Reported on: April 18, 2011 09:40 AM
Reported in: Entertainment
An updated telling of "Alice in Wonderland," the show that opened Sunday at the Marquis Theatre lacks consistency of tone, any hint of originality and a drastic lack of focus. Something here has indeed fallen down the rabbit hole.
The book by Gregory Boyd and Jack Murphy is a jumble of competing ideas thrown on stage in desperate hope that something will stick. Songs by Frank Wildhorn ("Jekyll & Hyde") and Murphy are too inconsistent, derivative and often wallowing in unintended self-parody. What would the Queen of Hearts say? Off with their heads!
It is a show that wastes the talents of Janet Dacal (a real trooper as Alice), E. Clayton Cornelious (somehow projecting dignity in a ridiculous caterpillar suit), Darren Ritchie (straightjacketed as Jack the White Knight) and Kate Shindle (as The Mad Hatter, likely mad now at her agent).
Part of the problem is the story's mishmash of directions, as if it was made by committee. Is it for children? Then why are there so many references to heads being cut off and enslavement and executions? If it's for adults, then what's with the often insipid dialogue? For both? Then neither walk away satisfied, despite the references to bootylicious and "South Pacific."
"Wonderland" doesn't know whether it wants to be a fairy tale or a rock opera or a trippy joke or a cartoon. The show, which had an extensive pre-Broadway stop in Tampa, Fla., proves that even out-of-town tryouts can't always help something that is unsound.
This Alice is a teacher and aspiring novelist living in the New York City neighborhood of Queens whose marriage is on the rocks and whose young daughter is equally unhappy. She drifts off to sleep while reading Lewis Carroll's classic story. In a dreamlike state, she follows a rabbit into an elevator and arrives in Wonderland.
The show then takes on a definite "Wizard of Oz" feel as Alice wanders around like Dorothy with a growing retinue. There's the cool-daddy Caterpillar in a beret; a zoot-suited El Gato, (the Cheshire Cat played by a straining Jose Llana, who has a salsa-inflected song that sounds like Santana rejected it); a white-gloved White Rabbit in spats (a stunned-looking Edward Staudenmayer) and the Knight. One is courageous, one is wise, one is dimwitted, one is cowardly — and all look pretty awkward.
From "Wizard of Oz," the show then tries to move into "Cabaret" or "The Rocky Horror Picture Show" territory as the evil members of Wonderland show up: The head-obsessed Queen of Hearts (Karen Mason, treading water), the March Hare (Danny Stiles channeling Ozzy Osbourne) and the gender-bending Mad Hatter, who stalks about dressed like Christina Aguilera from the "Lady Marmalade" video and clearly would rather be in "Wicked."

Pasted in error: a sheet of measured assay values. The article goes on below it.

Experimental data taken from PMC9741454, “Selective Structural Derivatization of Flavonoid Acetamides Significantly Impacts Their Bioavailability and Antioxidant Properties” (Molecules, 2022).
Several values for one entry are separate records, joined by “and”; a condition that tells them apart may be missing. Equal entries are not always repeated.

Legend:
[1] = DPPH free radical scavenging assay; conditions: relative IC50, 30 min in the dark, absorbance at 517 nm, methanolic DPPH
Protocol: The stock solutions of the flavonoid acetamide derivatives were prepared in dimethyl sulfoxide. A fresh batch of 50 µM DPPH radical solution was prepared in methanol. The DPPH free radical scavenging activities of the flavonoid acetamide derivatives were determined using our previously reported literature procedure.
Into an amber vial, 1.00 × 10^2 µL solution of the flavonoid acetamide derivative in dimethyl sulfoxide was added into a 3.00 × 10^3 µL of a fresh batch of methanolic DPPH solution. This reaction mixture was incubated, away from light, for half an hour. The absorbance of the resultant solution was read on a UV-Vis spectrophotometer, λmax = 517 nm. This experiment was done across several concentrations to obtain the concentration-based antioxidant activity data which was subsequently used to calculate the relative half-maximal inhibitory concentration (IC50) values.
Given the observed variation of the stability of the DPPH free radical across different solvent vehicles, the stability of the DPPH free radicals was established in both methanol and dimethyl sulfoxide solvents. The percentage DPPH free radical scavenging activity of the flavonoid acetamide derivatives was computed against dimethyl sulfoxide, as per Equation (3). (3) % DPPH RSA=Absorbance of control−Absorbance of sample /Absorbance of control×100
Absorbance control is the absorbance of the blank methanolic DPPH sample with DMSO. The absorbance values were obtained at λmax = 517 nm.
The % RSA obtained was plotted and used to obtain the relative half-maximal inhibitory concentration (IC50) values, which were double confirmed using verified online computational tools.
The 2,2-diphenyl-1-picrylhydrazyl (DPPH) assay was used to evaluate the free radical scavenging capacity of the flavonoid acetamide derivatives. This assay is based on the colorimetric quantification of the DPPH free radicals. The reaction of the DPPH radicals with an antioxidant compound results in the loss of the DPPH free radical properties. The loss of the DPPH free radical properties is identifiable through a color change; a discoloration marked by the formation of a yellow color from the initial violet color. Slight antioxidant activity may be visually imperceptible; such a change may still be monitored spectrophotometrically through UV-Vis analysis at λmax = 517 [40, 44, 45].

Some of the moments are quite fun, like Ritchie leading dancers in the Backstreet Boys parody "One Knight" costumed in Ralph Lauren-like polo jerseys and riding boots. There's also the young Carly Rose Sonenclar, who plays Alice's daughter very convincingly and has a pair of pipes that can wail. Cornelious' "Advice From a Caterpillar" is smoothly delivered, and Dacal is so talented that she almost saves every middling song just by opening her mouth.
But there is too much even for her to do: Susan Hilferty's costumes are just plain odd, often enhancing hips and posteriors pointlessly (Wonderland is apparently in the need of a gym franchise). She also has relied on variations of black and white too much, except when she dresses the Wonderland guards as if they were some sort of bizarre miners, complete with neon green tops, motorcycle helmets, goggles and blue epaulets.
To add insult to injury, Sven Ortel's video projections often smack of those irritating screensavers that come pre-loaded on your computer, while Neil Patel's sets and Marguerite Derricks' choreography seem too safe for a place called Wonderland.
By the time Act 2 rolls around, whatever momentum was built up has gone and the actors seems to visibly sag in their roles, as if they are just playing out the clock. At a recent preview, more than a few patrons had decided not to return to their seats after intermission. (Perhaps they were late for a more important date.)
They miss a truly terrible — and out-of-the-blue — scene between Alice and a wooden Lewis Carroll (Ritchie again), an even worse one between Alice and her child self, and they never see the Queen of Hearts' big Broadway number "Off With Their Heads," a tacked-on number complete with leggy dancers dressed as playing cards. It's like a Vegas lounge act threw up, but without the humor.
In the end, Alice makes it back to Queens and her daughter ("I thought this was going to be the worst day of my life. And instead it's like something from a storybook," says the daughter, in an insulin-inducing line.) Alice has learned that capturing the magic of Wonderland is really about finding out who you are.
It is advice this musical should have taken a long time ago.